At the start of this studio, we began the brainstorming process by visiting Pine Street Inn, a homeless shelter in Boston. After that we listed many problems in the shelter. We also had a guest come in, Diane who was a former homeless person and now helps others by working in a shelter. She explained some of the major challenges of being out on the street. One of the problems she explained was the homeless having wet socks in the rain and getting many foot borne illnesses.
The brainstorming process led up to my first idea. I decided to harness the hot air from a subway grate (a common place for the homeless to sleep) to dry a persons socks while they were on their feet. I thought of doing that by having a box large enough to fit someones feet, with holes on the bottom for the air to come in and leg holes for said persons feet. After creating a very crude mock-up out of cardboard I realized this method was far to big. I also did some tests with a blowdryer and wet socks and after 15 minutes of blowing the socks were still wet so the idea was scrapped.
Some more sketches, brain storming and experimenting led to the idea of using centrical force to spin socks dry. I came to this idea by writing down different methods of getting things dry fast. The one that stuck me was a salad spinner with flings salad against a mesh wall and centrifugal force compresses all the water out. This lead me to using a rod with the socks attached to fling all the water to the tips and then out of the sock. I decided on I design to prototype with a flat base and a curved top. This would then slide into a garage to keep the water from flying. After some tests the design yielded inefficient in that the socks would hit the bottom panel and the design would have to be twice the size to accommodate for the flat bottom. So this idea was ditched as well.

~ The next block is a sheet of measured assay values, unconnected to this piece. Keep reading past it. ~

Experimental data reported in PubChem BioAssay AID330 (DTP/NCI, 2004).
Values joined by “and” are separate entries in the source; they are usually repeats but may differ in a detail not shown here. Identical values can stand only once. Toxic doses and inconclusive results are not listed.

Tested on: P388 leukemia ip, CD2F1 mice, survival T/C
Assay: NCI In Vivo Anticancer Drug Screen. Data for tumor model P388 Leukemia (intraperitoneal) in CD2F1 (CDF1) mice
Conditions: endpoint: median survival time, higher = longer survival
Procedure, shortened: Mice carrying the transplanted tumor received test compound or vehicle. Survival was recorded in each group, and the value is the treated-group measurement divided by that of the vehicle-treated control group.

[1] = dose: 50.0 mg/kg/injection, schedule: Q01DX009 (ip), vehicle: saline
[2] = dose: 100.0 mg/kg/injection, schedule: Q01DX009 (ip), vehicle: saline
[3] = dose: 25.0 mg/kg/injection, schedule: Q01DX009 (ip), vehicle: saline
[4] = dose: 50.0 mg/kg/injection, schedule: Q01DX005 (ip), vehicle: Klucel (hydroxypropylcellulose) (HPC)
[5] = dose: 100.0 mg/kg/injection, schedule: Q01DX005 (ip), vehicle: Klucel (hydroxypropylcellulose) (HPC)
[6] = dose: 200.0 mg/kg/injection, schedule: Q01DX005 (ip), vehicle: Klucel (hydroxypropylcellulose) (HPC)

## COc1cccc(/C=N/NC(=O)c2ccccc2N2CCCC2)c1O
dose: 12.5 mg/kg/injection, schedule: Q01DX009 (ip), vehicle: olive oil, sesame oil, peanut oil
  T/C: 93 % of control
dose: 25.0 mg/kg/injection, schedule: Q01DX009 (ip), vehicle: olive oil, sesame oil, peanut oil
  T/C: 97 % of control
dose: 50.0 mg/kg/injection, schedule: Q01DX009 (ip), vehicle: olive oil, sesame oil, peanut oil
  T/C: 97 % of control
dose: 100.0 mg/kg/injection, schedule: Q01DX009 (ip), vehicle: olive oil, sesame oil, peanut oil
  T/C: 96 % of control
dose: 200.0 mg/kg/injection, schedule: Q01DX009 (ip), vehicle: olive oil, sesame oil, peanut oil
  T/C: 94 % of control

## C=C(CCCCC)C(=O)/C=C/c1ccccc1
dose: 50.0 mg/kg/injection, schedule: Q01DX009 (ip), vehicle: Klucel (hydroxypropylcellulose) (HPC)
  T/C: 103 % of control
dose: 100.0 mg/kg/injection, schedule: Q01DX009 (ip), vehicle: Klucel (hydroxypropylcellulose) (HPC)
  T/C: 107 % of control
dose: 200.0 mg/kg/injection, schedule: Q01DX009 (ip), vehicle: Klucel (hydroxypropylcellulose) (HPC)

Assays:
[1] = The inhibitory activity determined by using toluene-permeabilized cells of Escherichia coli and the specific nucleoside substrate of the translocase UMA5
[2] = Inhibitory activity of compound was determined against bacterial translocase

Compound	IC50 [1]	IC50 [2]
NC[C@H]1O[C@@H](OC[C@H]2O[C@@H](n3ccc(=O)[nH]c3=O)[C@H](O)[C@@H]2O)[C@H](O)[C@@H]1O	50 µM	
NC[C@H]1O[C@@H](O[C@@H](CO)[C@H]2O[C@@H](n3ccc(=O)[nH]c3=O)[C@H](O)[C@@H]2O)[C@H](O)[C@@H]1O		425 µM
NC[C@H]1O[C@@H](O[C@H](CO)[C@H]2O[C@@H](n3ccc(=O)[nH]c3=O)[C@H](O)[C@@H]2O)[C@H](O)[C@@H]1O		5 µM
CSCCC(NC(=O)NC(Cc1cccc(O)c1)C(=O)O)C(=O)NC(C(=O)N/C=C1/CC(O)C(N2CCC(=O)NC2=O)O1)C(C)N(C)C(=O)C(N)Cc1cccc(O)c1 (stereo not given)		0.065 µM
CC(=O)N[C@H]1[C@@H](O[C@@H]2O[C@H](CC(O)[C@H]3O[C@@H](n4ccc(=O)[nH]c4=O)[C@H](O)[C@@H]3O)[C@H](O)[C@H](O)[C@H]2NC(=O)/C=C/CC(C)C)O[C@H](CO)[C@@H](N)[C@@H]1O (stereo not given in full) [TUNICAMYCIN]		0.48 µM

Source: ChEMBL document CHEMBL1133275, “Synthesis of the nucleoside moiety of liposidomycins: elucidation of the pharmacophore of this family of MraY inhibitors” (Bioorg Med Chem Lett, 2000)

My final idea was to use a hexagon shaped design which used way less space. At this point, I started to focus on the gears needed to power the central rod. I made a prototype of a simple gear design with a big gear and a smaller gear. This only had a small ratio (about 1:2) and the gears needed to make a bigger ratio were far too big. Some research pointed me towards planetary gear boxes, which had a outer “ring gear” and a smaller internal “planet gear”. I decided on this method and mounted it to the sock dryer with some bearings. A handle was accomplished by 3D printing two parts inserting a bearing inside and fixing them together. This was then mounted onto the ring gear. I then made a door, mounted it and the Sock Dryer 3000 was done!